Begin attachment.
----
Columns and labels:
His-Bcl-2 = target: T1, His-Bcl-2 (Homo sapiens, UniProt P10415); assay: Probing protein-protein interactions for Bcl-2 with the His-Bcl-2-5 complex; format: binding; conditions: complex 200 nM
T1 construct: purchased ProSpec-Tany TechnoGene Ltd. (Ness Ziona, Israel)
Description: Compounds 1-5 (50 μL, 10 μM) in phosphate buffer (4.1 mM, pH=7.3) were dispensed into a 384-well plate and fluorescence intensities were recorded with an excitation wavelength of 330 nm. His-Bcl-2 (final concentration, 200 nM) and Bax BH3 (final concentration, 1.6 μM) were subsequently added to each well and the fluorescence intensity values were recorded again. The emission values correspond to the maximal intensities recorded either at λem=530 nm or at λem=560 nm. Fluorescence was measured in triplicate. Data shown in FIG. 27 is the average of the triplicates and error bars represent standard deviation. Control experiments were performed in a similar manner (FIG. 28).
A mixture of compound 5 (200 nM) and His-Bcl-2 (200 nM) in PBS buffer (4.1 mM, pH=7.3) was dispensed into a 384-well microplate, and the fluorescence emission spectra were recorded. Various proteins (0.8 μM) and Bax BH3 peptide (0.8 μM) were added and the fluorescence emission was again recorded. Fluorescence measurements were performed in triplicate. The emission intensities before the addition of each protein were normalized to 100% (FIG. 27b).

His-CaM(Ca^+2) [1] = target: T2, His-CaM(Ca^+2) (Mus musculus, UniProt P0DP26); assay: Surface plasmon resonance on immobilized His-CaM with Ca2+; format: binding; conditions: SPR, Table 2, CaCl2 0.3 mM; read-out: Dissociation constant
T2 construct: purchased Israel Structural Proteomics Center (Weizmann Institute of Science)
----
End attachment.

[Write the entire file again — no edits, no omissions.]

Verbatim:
Columns and labels:
His-Bcl-2 = target: T1, His-Bcl-2 (Homo sapiens, UniProt P10415); assay: Probing protein-protein interactions for Bcl-2 with the His-Bcl-2-5 complex; format: binding; conditions: complex 200 nM
T1 construct: purchased ProSpec-Tany TechnoGene Ltd. (Ness Ziona, Israel)
Description: Compounds 1-5 (50 μL, 10 μM) in phosphate buffer (4.1 mM, pH=7.3) were dispensed into a 384-well plate and fluorescence intensities were recorded with an excitation wavelength of 330 nm. His-Bcl-2 (final concentration, 200 nM) and Bax BH3 (final concentration, 1.6 μM) were subsequently added to each well and the fluorescence intensity values were recorded again. The emission values correspond to the maximal intensities recorded either at λem=530 nm or at λem=560 nm. Fluorescence was measured in triplicate. Data shown in FIG. 27 is the average of the triplicates and error bars represent standard deviation. Control experiments were performed in a similar manner (FIG. 28).
A mixture of compound 5 (200 nM) and His-Bcl-2 (200 nM) in PBS buffer (4.1 mM, pH=7.3) was dispensed into a 384-well microplate, and the fluorescence emission spectra were recorded. Various proteins (0.8 μM) and Bax BH3 peptide (0.8 μM) were added and the fluorescence emission was again recorded. Fluorescence measurements were performed in triplicate. The emission intensities before the addition of each protein were normalized to 100% (FIG. 27b).

His-CaM(Ca^+2) [1] = target: T2, His-CaM(Ca^+2) (Mus musculus, UniProt P0DP26); assay: Surface plasmon resonance on immobilized His-CaM with Ca2+; format: binding; conditions: SPR, Table 2, CaCl2 0.3 mM; read-out: Dissociation constant
T2 construct: purchased Israel Structural Proteomics Center (Weizmann Institute of Science)